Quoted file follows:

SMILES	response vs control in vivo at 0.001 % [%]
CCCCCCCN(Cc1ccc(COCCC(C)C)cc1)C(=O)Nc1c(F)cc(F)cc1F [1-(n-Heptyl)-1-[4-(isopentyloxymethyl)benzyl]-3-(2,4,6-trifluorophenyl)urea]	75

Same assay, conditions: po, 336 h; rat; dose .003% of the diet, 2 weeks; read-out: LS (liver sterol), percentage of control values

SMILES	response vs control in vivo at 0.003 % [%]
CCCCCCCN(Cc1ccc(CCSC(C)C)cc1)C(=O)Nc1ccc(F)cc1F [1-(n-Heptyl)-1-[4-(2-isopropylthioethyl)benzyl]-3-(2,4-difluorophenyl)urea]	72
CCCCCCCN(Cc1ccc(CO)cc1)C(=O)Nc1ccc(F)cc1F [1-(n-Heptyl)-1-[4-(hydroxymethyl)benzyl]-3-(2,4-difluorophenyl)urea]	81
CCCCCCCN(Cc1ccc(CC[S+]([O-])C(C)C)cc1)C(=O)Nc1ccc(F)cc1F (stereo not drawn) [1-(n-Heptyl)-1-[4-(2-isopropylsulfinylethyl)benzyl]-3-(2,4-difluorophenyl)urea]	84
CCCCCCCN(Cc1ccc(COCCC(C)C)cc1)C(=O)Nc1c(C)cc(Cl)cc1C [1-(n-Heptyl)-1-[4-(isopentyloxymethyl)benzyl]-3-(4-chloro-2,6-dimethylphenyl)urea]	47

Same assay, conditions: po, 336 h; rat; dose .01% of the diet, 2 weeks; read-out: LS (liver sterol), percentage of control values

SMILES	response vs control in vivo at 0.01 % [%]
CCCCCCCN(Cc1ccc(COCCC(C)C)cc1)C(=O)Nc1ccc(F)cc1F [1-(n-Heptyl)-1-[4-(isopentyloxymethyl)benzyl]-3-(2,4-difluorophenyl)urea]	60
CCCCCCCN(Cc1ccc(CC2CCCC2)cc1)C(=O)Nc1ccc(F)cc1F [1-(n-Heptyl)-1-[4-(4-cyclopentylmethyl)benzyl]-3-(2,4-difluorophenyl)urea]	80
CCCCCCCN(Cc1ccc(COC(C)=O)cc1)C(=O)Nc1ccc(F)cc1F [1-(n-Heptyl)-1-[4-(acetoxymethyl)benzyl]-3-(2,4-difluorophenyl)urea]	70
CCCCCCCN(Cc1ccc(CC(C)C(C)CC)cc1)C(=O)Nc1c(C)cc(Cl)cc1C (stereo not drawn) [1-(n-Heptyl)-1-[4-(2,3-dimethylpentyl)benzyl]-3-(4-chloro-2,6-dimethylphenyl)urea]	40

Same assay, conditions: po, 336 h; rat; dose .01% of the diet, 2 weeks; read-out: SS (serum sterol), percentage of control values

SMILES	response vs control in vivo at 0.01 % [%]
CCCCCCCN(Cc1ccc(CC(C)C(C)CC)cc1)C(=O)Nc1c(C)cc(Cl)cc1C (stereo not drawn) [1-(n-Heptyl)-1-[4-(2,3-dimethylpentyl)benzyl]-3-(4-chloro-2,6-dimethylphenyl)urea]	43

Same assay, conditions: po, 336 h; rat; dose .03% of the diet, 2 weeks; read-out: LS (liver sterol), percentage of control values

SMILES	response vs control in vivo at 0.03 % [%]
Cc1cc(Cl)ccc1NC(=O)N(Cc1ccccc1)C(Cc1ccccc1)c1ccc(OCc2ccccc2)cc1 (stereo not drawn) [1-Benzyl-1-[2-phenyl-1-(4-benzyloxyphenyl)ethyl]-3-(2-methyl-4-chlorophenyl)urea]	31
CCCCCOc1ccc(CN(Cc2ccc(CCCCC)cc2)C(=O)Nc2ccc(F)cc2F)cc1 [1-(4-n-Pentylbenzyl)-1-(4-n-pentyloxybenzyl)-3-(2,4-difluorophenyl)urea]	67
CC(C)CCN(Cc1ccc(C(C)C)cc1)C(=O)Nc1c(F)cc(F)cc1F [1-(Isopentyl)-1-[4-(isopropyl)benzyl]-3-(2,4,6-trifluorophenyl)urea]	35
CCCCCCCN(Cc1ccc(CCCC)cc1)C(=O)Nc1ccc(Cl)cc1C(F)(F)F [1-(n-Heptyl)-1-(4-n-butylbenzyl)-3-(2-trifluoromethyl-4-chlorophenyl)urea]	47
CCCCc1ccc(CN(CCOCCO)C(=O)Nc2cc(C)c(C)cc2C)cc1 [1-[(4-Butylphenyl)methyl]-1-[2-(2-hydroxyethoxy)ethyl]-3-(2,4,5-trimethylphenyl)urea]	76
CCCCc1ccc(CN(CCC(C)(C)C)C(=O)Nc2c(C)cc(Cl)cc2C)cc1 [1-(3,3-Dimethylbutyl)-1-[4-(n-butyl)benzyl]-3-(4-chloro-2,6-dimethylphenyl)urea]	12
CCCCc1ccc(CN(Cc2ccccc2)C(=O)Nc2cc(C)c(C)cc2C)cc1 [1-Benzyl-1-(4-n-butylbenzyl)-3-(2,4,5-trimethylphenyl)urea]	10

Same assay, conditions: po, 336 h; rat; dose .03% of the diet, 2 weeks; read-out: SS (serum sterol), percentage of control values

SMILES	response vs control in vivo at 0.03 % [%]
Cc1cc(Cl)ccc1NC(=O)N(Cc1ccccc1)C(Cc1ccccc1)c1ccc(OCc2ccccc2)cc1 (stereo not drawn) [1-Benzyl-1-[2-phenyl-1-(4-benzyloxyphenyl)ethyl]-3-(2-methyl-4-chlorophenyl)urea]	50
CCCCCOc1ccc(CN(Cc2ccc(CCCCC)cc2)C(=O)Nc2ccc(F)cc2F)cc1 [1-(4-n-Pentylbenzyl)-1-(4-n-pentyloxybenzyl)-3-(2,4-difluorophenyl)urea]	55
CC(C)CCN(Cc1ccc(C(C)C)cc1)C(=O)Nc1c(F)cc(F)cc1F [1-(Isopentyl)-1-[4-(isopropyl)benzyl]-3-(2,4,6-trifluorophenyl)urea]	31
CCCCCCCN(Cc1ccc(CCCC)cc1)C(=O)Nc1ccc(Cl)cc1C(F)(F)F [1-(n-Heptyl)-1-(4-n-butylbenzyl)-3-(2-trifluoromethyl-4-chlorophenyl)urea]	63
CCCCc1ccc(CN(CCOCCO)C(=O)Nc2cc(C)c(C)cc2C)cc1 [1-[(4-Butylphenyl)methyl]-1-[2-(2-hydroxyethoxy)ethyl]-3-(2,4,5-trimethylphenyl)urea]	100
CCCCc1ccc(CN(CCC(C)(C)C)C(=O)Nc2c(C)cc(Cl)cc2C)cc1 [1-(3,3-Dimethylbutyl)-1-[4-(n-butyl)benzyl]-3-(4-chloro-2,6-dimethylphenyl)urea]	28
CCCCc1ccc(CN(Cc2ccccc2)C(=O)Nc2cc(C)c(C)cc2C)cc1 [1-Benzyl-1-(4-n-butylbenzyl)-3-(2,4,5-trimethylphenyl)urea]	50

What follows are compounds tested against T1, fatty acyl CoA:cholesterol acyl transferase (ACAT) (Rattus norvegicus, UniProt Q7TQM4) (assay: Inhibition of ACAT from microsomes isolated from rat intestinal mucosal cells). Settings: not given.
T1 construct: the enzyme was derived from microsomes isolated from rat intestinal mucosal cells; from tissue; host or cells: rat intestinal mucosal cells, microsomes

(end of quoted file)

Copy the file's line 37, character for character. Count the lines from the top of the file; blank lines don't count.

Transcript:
T1 construct: the enzyme was derived from microsomes isolated from rat intestinal mucosal cells; from tissue; host or cells: rat intestinal mucosal cells, microsomes